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|Phase at Room Temp.||solid|
|Melting Point (K)||575.2|
|Boiling Point (K)||---|
|Heat of Fusion (kJ/mol)||---|
|Heat of Vaporization (kJ/mol)||---|
|Heat of Atomization (kJ/mol)||92|
|Thermal Conductivity (J/m sec K)||---|
|Electrical Conductivity (1/mohm cm)||---|
|Source||Synthetic (Th or U decay)|
|Number of Isotopes||42 (0 natural)|
|Electron Affinity (kJ/mol)||270|
|First Ionization Energy (kJ/mol)||890|
|Second Ionization Energy (kJ/mol)||---|
|Third Ionization Energy (kJ/mol)||---|
|Atomic Volume (cm3/mol)||---|
|Ionic Radius2- (pm)||---|
|Ionic Radius1- (pm)||---|
|Atomic Radius (pm)||---|
|Ionic Radius1+ (pm)||---|
|Ionic Radius2+ (pm)||---|
|Ionic Radius3+ (pm)||---|
|Common Oxidation Numbers||-1, +1|
|Other Oxid. Numbers||+3, +5, +7|
|In Earth's Crust (mg/kg)||---|
|In Earth's Ocean (mg/L)||---|
|In Human Body (%)||0%|
|Regulatory / Health|
|OSHA Permissible Exposure Limit||No limits|
|OSHA PEL Vacated 1989||No limits|
|NIOSH Recommended Exposure Limit||No limits|
Mineral Information Institute
Jefferson Accelerator Laboratory
Astatine is a synthetically produced radioactive element designated the atomic symbol At and atomic number 85. Astatine derives its name from the greek word astatos which means unstable.
It was first synthesized in 1940 by D.R. Corson, K.R. MacKenzie, and E. Segre at the University of California. Corson and his colleagues essentially bombarded bismuth-209 with alpha particles, which produced astatine-211 as well as neutrons:
209Bi + He2+ ? 211At + 21n
Three years after it was first synthesized in a lab, trace amounts of astatine were discovered in some natural occurrences of luranium and thorium minerals. Naturally occurring astatine is considered the rarest element to be found in the Earth's crust. Its rarity is a consequence of the element's short half life.
Astatine is a non metallic element that exists at room temperature in a solid state. It is the heaviest element of the halogen group (group 17). The other halogens, from lowest to highest atomic weight, are: fluorine, chlorine, bromine and iodine.
The word halogen is ultimately derived from the Greek words for salt, hals and the root word gen-, meaning to generate, hence generators of salt. The halogens are extremely reactive substances. When a halogen comes in contact with hydrogen, an acidic compound is formed, which then can be converted into a salt.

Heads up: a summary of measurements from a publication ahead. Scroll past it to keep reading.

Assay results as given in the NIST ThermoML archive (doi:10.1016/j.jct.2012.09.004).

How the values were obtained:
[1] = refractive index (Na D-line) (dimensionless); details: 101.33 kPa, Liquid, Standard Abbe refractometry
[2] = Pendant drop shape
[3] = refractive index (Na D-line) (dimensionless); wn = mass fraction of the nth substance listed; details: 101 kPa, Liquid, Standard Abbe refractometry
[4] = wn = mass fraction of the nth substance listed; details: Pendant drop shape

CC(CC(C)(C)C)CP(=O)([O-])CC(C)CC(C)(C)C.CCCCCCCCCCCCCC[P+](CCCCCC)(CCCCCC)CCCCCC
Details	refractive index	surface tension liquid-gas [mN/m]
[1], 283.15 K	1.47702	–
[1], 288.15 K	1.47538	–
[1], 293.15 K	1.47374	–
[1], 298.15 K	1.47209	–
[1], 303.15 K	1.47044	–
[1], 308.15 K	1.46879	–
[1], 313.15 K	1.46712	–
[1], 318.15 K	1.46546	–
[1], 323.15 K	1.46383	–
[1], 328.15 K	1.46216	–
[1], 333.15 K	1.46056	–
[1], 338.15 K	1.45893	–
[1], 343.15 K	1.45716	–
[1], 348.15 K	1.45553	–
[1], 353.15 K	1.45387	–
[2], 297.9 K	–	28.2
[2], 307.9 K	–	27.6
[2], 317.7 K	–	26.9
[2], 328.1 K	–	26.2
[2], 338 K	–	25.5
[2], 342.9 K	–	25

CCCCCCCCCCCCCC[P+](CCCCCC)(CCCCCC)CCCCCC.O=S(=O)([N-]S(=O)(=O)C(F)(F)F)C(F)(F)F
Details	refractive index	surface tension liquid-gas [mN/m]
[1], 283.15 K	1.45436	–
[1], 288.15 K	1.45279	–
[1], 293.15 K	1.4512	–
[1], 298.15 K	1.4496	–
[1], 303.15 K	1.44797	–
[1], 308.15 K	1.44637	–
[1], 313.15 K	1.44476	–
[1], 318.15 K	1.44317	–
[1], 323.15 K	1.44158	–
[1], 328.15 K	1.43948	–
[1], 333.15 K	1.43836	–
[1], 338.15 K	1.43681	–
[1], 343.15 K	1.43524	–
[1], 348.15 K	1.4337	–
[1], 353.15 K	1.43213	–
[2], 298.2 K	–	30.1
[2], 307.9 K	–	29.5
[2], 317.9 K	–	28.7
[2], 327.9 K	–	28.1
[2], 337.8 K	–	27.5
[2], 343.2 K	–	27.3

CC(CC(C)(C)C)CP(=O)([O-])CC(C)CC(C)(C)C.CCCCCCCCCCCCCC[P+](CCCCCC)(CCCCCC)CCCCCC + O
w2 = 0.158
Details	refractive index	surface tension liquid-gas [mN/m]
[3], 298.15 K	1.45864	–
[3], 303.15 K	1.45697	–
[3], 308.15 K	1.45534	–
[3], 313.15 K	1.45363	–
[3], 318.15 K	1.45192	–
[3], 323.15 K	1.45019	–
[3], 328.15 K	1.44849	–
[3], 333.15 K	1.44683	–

Astatine is a highly radioactive element. All of its known isotopes (around 20) are radioactive. Its most stable isotopes 210At and 211At have half-lives of 8.1 hours and 7.2 hours respectively.
Astatine can be used to treat certain thyroid conditions. Radio-iodine (iodine-131) is more commonly or more widely used than astatine. However, astatine has some advantages over iodine, because, while it is similar to iodine in terms of chemical properties, astatine emits alpha particles, which are energetically stronger and travel shorter distances than the beta particles emitted by iodine-131. Because of this, astatine can be more effective in treating thyroid problems such as cancer while not affecting other nearby glands.
Other than the potential of it being used to treat thyroid cancer, astatine has no other known uses because of its short half-life.
- Takahashi, N; Yano, D; Baba, H (1992). "Chemical behavior of astatine molecules". Proceedings of the international conference on evolution in beam applications, Takasaki, Japan, Nov 5‒8, 1991. pp. 536‒539..
- Meyers, Robert Allen (2001). "Halogen chemistry". Encyclopedia of physical science and technology (3rd ed.). Academic Press. pp. 197–222 (202). ISBN 978-0-12-227410-7.
- Astatine Reading Materials